Is it possible your worship team is attempting to fill too much musical space?
To frame this thought, stop for a moment and think of an incredible painting, photo, or sculpture. Surely there are hundreds of incredible details that go into each piece of art, but most brilliant pieces have a single focal point. That is, your attention is drawn to one aspect of the art. The other details exist primarily to support the main focal point.
Have you ever found your worship team playing more and more just to try to fill space? Chances are, especially if you have a small-to-mid-sized team, you’ve been guilty of this. Lord knows I’ve been there multiple times!
There seems to be a misconception that adding “more, more, more” to your worship sound will make you sound more professional (or, if we’re honest, will perhaps sound more “worship-y”). Granted, some songs can successfully incorporate a lot of intricate parts with ease. But the majority of worship songs benefit from a “less is more” mentality.
That means, instead of trying to jam your amazing new strumming pattern into every song on your setlist, be intentional about what each song calls for. Less rhythm, more melody, less dynamics, more gusto, etc.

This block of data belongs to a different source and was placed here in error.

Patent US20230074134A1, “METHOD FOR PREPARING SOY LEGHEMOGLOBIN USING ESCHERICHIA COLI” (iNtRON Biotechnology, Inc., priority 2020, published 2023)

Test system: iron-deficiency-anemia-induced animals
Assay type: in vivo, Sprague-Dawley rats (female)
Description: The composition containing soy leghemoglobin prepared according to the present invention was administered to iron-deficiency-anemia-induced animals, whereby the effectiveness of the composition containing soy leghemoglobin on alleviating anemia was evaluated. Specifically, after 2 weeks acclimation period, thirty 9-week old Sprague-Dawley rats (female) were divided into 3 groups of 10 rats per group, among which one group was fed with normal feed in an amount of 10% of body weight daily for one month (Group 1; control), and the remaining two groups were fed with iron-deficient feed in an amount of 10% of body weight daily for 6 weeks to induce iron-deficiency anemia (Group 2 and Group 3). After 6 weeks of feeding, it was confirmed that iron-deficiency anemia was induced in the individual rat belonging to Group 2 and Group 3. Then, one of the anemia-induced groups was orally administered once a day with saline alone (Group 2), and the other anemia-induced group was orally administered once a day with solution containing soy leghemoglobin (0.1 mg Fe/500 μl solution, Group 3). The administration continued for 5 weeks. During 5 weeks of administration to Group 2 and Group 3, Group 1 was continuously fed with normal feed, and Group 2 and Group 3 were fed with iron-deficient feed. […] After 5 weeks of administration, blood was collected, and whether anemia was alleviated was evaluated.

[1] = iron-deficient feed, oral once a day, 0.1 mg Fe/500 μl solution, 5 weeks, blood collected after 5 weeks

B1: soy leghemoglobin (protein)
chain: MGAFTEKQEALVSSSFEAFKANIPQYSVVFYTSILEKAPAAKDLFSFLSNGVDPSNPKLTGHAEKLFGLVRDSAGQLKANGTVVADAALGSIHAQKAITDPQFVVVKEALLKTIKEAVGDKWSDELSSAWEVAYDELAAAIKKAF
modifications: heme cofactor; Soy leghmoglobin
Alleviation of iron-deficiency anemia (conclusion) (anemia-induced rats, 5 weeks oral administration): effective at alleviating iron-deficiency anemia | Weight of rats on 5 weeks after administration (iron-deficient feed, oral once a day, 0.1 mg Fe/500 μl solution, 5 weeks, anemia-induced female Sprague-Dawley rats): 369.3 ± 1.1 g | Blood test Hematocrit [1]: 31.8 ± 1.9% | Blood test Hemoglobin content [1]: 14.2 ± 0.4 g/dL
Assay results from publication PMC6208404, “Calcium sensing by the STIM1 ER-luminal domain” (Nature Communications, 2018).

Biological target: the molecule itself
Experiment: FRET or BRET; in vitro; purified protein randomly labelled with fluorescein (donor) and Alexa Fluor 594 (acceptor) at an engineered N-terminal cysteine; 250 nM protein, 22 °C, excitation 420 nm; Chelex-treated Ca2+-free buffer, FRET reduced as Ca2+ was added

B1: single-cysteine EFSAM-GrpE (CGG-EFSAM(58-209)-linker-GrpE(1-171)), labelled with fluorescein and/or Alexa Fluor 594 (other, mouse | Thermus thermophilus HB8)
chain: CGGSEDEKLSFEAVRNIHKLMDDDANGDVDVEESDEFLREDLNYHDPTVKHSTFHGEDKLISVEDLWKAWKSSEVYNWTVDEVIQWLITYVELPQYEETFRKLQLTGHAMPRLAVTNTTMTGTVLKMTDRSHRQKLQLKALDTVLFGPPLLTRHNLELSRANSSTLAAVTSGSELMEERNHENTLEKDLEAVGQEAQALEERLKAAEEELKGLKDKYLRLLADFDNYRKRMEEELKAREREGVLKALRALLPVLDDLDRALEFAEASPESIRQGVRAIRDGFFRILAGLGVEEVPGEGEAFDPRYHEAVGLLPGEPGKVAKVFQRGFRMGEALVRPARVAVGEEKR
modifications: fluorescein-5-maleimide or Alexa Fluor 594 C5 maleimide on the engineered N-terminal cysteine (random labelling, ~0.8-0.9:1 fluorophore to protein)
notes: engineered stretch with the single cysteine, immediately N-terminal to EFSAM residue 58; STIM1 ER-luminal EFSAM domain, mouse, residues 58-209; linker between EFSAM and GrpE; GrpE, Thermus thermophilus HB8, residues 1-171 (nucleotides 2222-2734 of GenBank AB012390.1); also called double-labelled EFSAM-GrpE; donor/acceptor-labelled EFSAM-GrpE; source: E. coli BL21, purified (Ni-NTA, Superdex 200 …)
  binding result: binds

Try it at rehearsal this week. Take one song you typically “over-play”, and try to do significantly less with it than you would normally do. Draw attention to a single chord or harmony line. Let the music speak for itself!
A beautiful way to catalyze the “cure for overplaying” is to use pads. Turn on a pad audio file and it will give you a beautiful musical bed so you don’t have to fill the musical space. You can be choosy and intentional with every musical decision you make. Playing fewer notes allows you to be less of a “hole-filler” and more of an artist.
I promise you, less is more. Take it from a guy who tried to sneak every musical lick he knew into every performance situation possible. Strip it down, make intentional choices, and draw attention to that singular focus.